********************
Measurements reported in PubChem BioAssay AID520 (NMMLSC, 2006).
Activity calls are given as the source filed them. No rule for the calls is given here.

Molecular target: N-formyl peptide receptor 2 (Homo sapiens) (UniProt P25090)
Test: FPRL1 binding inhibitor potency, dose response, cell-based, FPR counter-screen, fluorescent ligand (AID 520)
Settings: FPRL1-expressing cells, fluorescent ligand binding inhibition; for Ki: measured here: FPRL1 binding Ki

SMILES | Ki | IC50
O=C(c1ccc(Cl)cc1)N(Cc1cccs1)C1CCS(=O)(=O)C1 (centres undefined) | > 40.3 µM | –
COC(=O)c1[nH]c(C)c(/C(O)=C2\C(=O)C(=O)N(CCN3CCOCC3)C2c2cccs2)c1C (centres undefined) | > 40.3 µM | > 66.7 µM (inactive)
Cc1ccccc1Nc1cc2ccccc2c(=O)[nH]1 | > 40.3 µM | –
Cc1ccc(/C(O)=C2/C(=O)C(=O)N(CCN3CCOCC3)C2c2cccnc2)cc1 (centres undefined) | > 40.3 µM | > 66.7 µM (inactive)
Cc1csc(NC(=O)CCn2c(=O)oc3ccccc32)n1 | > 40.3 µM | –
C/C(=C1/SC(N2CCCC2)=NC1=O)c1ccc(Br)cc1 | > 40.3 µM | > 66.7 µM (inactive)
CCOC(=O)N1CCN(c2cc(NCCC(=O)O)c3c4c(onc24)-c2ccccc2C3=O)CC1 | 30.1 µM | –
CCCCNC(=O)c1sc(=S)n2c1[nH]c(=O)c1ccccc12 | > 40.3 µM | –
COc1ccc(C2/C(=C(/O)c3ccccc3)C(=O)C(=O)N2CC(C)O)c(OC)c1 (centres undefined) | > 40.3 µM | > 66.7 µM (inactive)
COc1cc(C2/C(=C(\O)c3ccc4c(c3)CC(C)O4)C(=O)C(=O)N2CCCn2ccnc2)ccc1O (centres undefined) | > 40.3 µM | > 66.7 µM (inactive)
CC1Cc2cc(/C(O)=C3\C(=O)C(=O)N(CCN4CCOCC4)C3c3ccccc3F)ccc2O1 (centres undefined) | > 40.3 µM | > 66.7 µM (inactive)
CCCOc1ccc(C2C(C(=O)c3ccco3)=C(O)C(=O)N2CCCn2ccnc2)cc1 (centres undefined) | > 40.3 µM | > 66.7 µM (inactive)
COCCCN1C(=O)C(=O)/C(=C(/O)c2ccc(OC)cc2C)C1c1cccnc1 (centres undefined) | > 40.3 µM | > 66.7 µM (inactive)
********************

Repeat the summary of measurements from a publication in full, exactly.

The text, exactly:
Measurements reported in PubChem BioAssay AID520 (NMMLSC, 2006).
Activity calls are given as the source filed them. No rule for the calls is given here.

Molecular target: N-formyl peptide receptor 2 (Homo sapiens) (UniProt P25090)
Test: FPRL1 binding inhibitor potency, dose response, cell-based, FPR counter-screen, fluorescent ligand (AID 520)
Settings: FPRL1-expressing cells, fluorescent ligand binding inhibition; for Ki: measured here: FPRL1 binding Ki

SMILES | Ki | IC50
O=C(c1ccc(Cl)cc1)N(Cc1cccs1)C1CCS(=O)(=O)C1 (centres undefined) | > 40.3 µM | –
COC(=O)c1[nH]c(C)c(/C(O)=C2\C(=O)C(=O)N(CCN3CCOCC3)C2c2cccs2)c1C (centres undefined) | > 40.3 µM | > 66.7 µM (inactive)
Cc1ccccc1Nc1cc2ccccc2c(=O)[nH]1 | > 40.3 µM | –
Cc1ccc(/C(O)=C2/C(=O)C(=O)N(CCN3CCOCC3)C2c2cccnc2)cc1 (centres undefined) | > 40.3 µM | > 66.7 µM (inactive)
Cc1csc(NC(=O)CCn2c(=O)oc3ccccc32)n1 | > 40.3 µM | –
C/C(=C1/SC(N2CCCC2)=NC1=O)c1ccc(Br)cc1 | > 40.3 µM | > 66.7 µM (inactive)
CCOC(=O)N1CCN(c2cc(NCCC(=O)O)c3c4c(onc24)-c2ccccc2C3=O)CC1 | 30.1 µM | –
CCCCNC(=O)c1sc(=S)n2c1[nH]c(=O)c1ccccc12 | > 40.3 µM | –
COc1ccc(C2/C(=C(/O)c3ccccc3)C(=O)C(=O)N2CC(C)O)c(OC)c1 (centres undefined) | > 40.3 µM | > 66.7 µM (inactive)
COc1cc(C2/C(=C(\O)c3ccc4c(c3)CC(C)O4)C(=O)C(=O)N2CCCn2ccnc2)ccc1O (centres undefined) | > 40.3 µM | > 66.7 µM (inactive)
CC1Cc2cc(/C(O)=C3\C(=O)C(=O)N(CCN4CCOCC4)C3c3ccccc3F)ccc2O1 (centres undefined) | > 40.3 µM | > 66.7 µM (inactive)
CCCOc1ccc(C2C(C(=O)c3ccco3)=C(O)C(=O)N2CCCn2ccnc2)cc1 (centres undefined) | > 40.3 µM | > 66.7 µM (inactive)
COCCCN1C(=O)C(=O)/C(=C(/O)c2ccc(OC)cc2C)C1c1cccnc1 (centres undefined) | > 40.3 µM | > 66.7 µM (inactive)